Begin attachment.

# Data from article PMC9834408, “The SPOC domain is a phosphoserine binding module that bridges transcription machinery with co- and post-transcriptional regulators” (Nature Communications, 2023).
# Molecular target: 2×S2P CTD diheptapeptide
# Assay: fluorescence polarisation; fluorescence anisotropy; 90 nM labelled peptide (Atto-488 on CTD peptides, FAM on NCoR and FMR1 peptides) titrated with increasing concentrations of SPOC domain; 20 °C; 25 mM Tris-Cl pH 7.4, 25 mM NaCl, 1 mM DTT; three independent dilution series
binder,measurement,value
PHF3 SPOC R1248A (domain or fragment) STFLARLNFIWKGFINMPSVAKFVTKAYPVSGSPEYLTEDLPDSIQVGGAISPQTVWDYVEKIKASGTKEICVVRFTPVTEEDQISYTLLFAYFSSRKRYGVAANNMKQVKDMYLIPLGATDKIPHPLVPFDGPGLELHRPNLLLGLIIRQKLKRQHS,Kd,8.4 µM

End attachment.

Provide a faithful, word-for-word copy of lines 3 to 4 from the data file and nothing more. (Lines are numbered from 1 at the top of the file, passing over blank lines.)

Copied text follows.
# Assay: fluorescence polarisation; fluorescence anisotropy; 90 nM labelled peptide (Atto-488 on CTD peptides, FAM on NCoR and FMR1 peptides) titrated with increasing concentrations of SPOC domain; 20 °C; 25 mM Tris-Cl pH 7.4, 25 mM NaCl, 1 mM DTT; three independent dilution series
binder,measurement,value